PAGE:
Over the last 15 years, Peg has bought me numerous images of the Virgin Mary. I happen to believe in the Virgin Mary. When I was so terribly ill in the summer of 2002, feeling so nauseous and so wasted from the chemo I could hardly lift my head, I used to sit on the porch and imagine myself hiding in Mary's sky blue veil. It comforted me immensely. And when in 2003 a doctor at Sloan told me that I absolutely had to have a stem cell transplant or I would die, and I refused, I spent a month praying to the Virgin Mary, around the clock. I would wake up in the middle of the night saying Hail Marys.

At the end of that month, all of my prayers were answered (more on that later.)

Anyway, having read the whole story, Peg knows about my beliefs. She knows that I think the Virgin is a symbol of the divine feminine force in the universe. A feminine force that ultimately will help to free Renata and me (more on me later!) Peg is not Catholic (but she is a feminist like me, we did our doctoral exams together and read many of the same books.)

Still, whenever I would talk to Peg about my fascination with the Virgin Mary, she would just laugh and laugh and laugh, that wonderful ringing laugh of hers.

"But Claud, you're Jewish," she would always say, getting a little hysterical.

"Well, the Virgin Mary was Jewish too," I would reply.

And so it went. Meanwhile, over the years, Peg would bring me some mighty fine Virgin gifts. My favorite is a plastic device shaped like a piece of toast, (called "Holy Toast.") Some Mary devotees claim to have seen the Good Lady's image in their morning toast. So with that in mind, some manufacturer of wacky plastic tchotchkes came up with this device, so that anyone can imprint a piece of breakfast toast very CLEARLY with Mary's image.

I was standing there with the beautiful Virgen tile in my hand, thinking, how strange was Peg's timing with this newest gift. I hadn't been writing Sister Mysteries for years, so how had she known to buy it for me right at this moment?

"I love this tile, I just love it," I said in a whisper.

The tile carried the image of the Virgen de Guadalupe, the most popular religious image in Mexico, where people revere and worship the Virgin deeply.  I suppose because Renata is a Latina woman, I connect most deeply with the Virgen de Guadalupe, or in Spanish, La Nuestra Señora de Guadalupe.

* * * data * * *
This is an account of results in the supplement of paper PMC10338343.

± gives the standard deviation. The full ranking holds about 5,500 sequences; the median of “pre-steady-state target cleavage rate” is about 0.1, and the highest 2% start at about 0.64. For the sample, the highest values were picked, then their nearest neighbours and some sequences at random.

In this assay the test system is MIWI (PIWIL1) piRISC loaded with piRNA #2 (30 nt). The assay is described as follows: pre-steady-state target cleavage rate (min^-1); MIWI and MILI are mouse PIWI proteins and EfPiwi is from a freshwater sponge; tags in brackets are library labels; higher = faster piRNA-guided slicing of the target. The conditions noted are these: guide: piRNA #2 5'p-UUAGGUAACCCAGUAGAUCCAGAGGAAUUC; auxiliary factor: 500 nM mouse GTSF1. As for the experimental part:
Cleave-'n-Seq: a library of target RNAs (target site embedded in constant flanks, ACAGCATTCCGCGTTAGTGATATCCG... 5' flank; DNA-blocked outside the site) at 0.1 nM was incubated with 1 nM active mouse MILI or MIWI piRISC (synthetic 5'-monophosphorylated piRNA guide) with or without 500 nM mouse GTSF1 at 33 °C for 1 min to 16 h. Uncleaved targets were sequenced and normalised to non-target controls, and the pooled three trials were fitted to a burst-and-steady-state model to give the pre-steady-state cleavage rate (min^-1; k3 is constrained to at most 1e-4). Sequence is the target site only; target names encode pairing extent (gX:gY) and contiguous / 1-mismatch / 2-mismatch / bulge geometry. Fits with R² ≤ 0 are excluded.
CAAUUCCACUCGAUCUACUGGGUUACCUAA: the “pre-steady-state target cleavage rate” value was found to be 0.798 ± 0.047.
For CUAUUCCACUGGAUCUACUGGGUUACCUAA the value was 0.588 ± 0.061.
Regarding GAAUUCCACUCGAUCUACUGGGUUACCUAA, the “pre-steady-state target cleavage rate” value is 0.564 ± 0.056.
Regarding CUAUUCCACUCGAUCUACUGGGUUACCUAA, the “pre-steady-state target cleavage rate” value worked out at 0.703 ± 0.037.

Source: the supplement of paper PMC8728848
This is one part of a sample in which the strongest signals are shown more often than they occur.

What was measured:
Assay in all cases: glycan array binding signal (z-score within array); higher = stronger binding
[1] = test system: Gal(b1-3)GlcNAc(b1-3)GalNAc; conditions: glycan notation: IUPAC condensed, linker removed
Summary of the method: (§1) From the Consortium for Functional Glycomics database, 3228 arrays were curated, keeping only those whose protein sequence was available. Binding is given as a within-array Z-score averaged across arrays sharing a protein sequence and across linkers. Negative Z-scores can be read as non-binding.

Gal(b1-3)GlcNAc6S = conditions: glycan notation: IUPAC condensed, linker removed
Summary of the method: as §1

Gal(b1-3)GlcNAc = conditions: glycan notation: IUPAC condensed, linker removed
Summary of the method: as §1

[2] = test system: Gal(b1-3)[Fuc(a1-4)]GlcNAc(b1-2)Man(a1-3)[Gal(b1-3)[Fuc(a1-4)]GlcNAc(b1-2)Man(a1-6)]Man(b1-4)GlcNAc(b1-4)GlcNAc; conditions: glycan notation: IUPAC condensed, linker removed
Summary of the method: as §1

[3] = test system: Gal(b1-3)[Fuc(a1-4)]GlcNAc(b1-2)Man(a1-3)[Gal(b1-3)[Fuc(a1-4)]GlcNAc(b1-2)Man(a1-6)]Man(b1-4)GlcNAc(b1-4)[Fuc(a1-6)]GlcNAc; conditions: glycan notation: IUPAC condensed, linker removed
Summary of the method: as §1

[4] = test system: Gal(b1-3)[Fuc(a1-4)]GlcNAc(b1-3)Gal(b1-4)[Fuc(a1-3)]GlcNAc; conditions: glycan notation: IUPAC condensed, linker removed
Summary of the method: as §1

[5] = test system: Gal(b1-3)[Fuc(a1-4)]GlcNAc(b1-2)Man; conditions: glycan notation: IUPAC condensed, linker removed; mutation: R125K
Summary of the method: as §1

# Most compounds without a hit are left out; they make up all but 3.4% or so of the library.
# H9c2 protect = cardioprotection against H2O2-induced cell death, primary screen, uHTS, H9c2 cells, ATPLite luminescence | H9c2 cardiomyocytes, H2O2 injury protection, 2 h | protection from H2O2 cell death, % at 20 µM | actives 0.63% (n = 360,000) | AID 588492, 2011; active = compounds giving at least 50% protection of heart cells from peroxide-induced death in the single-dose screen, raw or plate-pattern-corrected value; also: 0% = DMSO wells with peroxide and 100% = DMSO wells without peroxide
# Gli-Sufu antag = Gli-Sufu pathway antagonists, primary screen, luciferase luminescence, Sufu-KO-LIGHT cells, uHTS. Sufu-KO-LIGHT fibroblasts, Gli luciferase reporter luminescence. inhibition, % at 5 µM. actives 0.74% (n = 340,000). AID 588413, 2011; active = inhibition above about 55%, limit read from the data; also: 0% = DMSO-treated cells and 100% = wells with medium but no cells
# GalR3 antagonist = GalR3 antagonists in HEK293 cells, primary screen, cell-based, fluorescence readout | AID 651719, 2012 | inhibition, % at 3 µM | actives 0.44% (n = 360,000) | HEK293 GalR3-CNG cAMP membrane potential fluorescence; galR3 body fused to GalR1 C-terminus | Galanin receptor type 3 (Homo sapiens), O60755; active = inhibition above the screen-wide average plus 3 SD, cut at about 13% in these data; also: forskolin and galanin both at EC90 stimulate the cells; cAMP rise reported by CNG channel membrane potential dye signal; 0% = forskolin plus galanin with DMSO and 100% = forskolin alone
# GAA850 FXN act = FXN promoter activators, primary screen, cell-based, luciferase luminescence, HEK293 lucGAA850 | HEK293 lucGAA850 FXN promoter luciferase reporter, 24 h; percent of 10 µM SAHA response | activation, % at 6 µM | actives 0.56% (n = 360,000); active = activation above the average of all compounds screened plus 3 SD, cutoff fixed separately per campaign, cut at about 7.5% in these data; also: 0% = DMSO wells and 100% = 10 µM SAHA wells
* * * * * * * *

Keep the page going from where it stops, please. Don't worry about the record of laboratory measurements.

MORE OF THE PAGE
Legend has it that a simple peasant, Juan Diego, walking from his home village to Mexico City, first sited the Virgen on the famous Tepeyac hilltop -- a sacred site believed to have been a Pre-Columbian worship site for the indigenous mother Goddess Tonantzin. Even though it was December, Juan Diego found roses and other flowers blooming. According to Juan Diego's account, written originally in his native language Nahuatl, the young Virgin herself arranged the flowers in Diego's tilma, or cloak. It's a great story, and it involves roses as so many sightings of the Virgin do.

"So Peg how did you know to buy me this? As far as you knew, I'd given up writing the book a long, long time ago."

She shrugged. "I have no idea, all I know is that when I saw this tile in a little shop in Northampton the other day, I said, 'oops, gotta buy this for Claud.'"

OK, so some people will think this is crazy, but to me, this serendipitous event seems like a sign,  a sign that I am supposed to be writing this book. "It's time I get back to work on this book," I said.

"I'll say it's time," Peg laughed. "If this book were a child, Claud, it would be a teenager, it would be out getting its driver’s license.  It would be graduating  high school." She laughed hysterically.

I started laughing too. "But Peg," I responded, "it has been driving for years, IT HAS BEEN DRIVING ME CRAZY."

We laughed a little longer. And then Peg opened her laptop. "I have a lot to say about Sister Mysteries," she announced. "And I think we should record our conversation right now."

So we did. And if I can get Peg to send me the file as a download, I will post it here.

One thing is clear: Sister Mysteries wasn't meant to be a book. Not the paper kind that you can sit down and read from cover to cover.

This book is alive. It lives in the world of the internet. It lives inside me, and inside Peg, and hopefully, it will live inside other readers.

And even though I started it in 1995, it wasn't until the appropriate technology -- blogs, mp3 files, digital audio and video recordings -- emerged, that Antonie's crazy stories and Renata's diary came together, here on the internet. And it is only because of this miracle of modern technology that all of it can finally, be read now, here in Sister Mysteries, and in the nun story, Castenata, all for the first time.

Sister Mysteries is contained in a series of interconnected blogs, one of which, Castenata, is a story of a nun, Sister Renata, who in 1883 was falsely accused of murdering her cousin Antonie.